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  • Étienne Boucher

    Lighting Designer

    Since leaving the National Theatre School of Canada in 1999, Étienne Boucher has been much in demand for his lighting designs as much for theatre and dance as for musicals and opera. He has participated in nearly a hundred productions,

    "I like to fill the whole space between the projector and the artist with light,” says Étienne. “It allows me to colour the air, which in turn lets me pick out the details of the set design and sculpt the artists."

    Etienne’s precise, chiselled designs – at times expressionistic, at times poetic – form pictures of light that fuel the narrative of the productions he works on. Concerned with the meaning of both colour and light, he is regarded in his milieu more as an illuminator than a lighting designer.

    He has regularly worked in partnership with directors such as René Richard Cyr, Brigitte Haentjens and Martin Faucher, and since 2004 he has worked closely with TOTEM director Robert Lepage at the latter’s company, Ex Machina. Their association began with La Celestina (Spain), and continued with Lipsynch (on international tour), The Rake's Progress (presented in co-production in Brussels, Lyon, San Francisco, London, Madrid and Milan) and Le Rossignol et autres fables (Toronto and the Aix-en-Provence Festival in 2010).

    Over the years, Étienne Boucher has won many accolades, garnering several award nominations at the Soirée des Masques (Quebec), winning two Masques in 2007 for lighting productions of Du vent entre les dents and La Dame aux camélias.

    "In TOTEM, I wanted to play with the colours of the projections on the marsh to create a third dimension by extending those effects onto the stage," says Étienne Boucher. "The light I have created for this show is a reflection borrowed from nature. My greens and blues were inspired by ice, and the reds and yellows were definitely inspired by fire. "

    Étienne Boucher was born in Montreal in 1972.

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  • Pedro Pires

    Image Content Designer

    Pedro Pires grew up in Quebec City, where he soon discovered his ability to reproduce and animate characters and monsters. These experiments allowed him to develop his own techniques of molding and special effects.

    In 1990, at age 21, he entered Laval University to study Fine Arts. Following that, he received a Special Make-Up Effects Certificate from the renowned New York artist Dick Smith and completed a Computer Graphic Design Certificate at the Centre NAD - National Animation and Design Centre in Montreal.

    His film debut was in 1995 with The Sound of the Carceri, a documentary by director François Girard, in which he recreated the fictitious prisons of Piranesi around the cellist Yo-Yo Ma in 3D. This work won him an Emmy Award for Outstanding Visual Effects and a Gemini Award for Best Visual Effects in 1998. He worked with François Girard again on the artistic direction of the visual effects in the film The Red Violin.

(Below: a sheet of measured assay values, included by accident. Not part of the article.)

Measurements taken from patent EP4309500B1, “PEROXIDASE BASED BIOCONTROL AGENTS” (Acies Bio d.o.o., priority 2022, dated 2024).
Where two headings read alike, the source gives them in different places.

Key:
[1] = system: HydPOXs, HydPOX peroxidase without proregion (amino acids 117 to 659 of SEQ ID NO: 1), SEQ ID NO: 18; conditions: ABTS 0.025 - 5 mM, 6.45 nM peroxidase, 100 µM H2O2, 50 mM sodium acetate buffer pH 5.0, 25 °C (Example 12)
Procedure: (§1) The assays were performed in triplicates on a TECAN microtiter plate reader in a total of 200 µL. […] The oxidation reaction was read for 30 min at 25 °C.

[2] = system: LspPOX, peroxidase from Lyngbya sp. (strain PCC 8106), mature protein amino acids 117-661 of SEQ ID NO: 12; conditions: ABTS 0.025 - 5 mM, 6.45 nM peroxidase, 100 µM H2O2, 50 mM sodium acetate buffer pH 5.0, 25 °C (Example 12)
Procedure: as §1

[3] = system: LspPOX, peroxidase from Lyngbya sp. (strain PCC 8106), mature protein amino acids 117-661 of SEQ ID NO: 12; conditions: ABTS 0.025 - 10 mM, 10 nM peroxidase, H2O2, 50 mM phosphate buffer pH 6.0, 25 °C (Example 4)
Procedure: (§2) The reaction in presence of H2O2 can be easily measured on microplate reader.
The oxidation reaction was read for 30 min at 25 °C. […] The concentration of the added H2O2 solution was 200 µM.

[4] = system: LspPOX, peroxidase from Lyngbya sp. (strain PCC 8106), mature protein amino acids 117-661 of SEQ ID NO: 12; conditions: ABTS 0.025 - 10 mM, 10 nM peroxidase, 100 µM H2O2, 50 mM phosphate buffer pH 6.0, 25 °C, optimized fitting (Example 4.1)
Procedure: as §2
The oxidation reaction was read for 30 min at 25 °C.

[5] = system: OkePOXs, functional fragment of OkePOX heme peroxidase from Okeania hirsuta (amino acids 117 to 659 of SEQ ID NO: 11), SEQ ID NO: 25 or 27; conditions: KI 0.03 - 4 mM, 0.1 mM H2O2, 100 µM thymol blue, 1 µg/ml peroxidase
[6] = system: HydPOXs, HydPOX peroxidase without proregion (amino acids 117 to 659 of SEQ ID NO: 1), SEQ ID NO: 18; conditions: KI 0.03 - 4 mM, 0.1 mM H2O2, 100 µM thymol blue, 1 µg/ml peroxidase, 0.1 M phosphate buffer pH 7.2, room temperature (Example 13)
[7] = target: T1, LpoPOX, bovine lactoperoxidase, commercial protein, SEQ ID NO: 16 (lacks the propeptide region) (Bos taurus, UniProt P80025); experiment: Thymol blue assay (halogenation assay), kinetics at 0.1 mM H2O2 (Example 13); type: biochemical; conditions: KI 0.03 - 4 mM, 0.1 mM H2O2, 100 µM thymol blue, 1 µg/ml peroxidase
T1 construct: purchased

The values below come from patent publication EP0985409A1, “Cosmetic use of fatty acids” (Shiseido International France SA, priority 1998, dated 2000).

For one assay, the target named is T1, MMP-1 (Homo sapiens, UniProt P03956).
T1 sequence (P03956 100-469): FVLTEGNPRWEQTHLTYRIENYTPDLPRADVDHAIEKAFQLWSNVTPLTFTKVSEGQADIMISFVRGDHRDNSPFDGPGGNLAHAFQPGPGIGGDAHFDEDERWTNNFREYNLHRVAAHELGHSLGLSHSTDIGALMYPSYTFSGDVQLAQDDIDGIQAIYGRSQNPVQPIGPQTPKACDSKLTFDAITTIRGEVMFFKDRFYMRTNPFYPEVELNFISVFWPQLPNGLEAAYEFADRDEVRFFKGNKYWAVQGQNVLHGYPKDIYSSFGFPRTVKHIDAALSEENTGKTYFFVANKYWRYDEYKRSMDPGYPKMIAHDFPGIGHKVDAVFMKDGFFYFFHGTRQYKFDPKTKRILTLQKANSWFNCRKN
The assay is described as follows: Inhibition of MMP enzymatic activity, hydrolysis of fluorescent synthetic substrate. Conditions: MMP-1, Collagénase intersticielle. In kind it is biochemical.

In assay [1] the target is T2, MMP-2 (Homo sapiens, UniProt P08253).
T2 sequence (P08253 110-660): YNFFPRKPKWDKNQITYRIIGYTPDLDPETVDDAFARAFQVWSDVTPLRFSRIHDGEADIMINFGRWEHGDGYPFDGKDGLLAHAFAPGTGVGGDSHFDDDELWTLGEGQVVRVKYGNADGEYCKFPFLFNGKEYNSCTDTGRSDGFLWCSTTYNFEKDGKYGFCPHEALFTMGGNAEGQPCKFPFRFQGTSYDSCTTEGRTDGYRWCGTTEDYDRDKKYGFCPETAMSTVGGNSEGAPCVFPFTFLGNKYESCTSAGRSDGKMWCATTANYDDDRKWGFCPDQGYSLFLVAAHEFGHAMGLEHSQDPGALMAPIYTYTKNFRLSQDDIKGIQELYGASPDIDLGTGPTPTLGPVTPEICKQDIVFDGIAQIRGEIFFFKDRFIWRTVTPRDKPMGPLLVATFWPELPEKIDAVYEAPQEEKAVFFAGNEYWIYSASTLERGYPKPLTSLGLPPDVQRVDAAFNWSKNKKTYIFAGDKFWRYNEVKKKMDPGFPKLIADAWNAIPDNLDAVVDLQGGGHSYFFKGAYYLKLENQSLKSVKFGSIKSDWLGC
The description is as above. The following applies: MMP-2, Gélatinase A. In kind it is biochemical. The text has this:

In 2001, he took on the visual conception for the film Possible Worlds, which marked the beginning of a long artistic collaboration with the playwright, director and film-maker Robert Lepage.

    In 2007, he set up his own film production company, Pedro Pires Inc., dedicated to the creation of original content using digital technology. In 2008 his company produced the short film Danse Macabre, a multidisciplinary collaboration with AnneBruce Falconer and Robert Lepage, where he acts simultaneously as scriptwriter, director, photographer and editor. This film has been screened at many festivals since 2009 and has to date won 27 international prizes.

    TOTEM marks his first collaboration with Cirque du Soleil.

    “In TOTEM, the screen for the projections is a kind of virtual marsh at the rear of the stage,” notes Pedro Pires. “All the images are drawn from nature, even when they seem quite abstract. They evolve through the show in a long mix or a morph to create an ever-changing tableau that interacts with the artists and lives in harmony with the stage lighting.”

    Pedro Pires was born into a Portuguese family in Nantes, France, in 1969.

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  • Jacques Boucher

    Concepteur sonore

    Depuis plus de vingt-cinq ans, Jacques Boucher conçoit les environnements sonores pour une multitude de productions du Québec et d’ailleurs. Sonorisateur pour différents artistes québécois dont Richard Séguin, Laurence Jalbert, Diane Dufresne et Bruno Pelletier, l’expertise de Jacques Boucher a été mise au service de comédies musicales telles que Dracula (2006) et de grands événements, dont le méga spectacle 2000 voix chantent le monde, présenté à Québec en 2000, avec plus de 2 300 choristes sur scène. En 2008, Jacques est invité à mettre la main à la presque totalité des événements de la Société du 400e anniversaire de la ville de Québec en tant que concepteur et chef sonorisateur : il participe à la Symphonie des mille de Gustav Mahler avec l’Orchestre symphonique de Québec, au spectacle Le Moulin à images de Robert Lepage, dont il conçoit l’imposant système de diffusion sonore s’étalant sur 1,2 km et  à l’événement-spectacle présenté par le Cirque du Soleil. Jacques Boucher travaille également à titre de concepteur sonore et de chef sonorisateur pour des événements spéciaux du Cirque du Soleil. Après TOTEM, il collaborera pour une deuxième fois à un spectacle du Cirque du Soleil.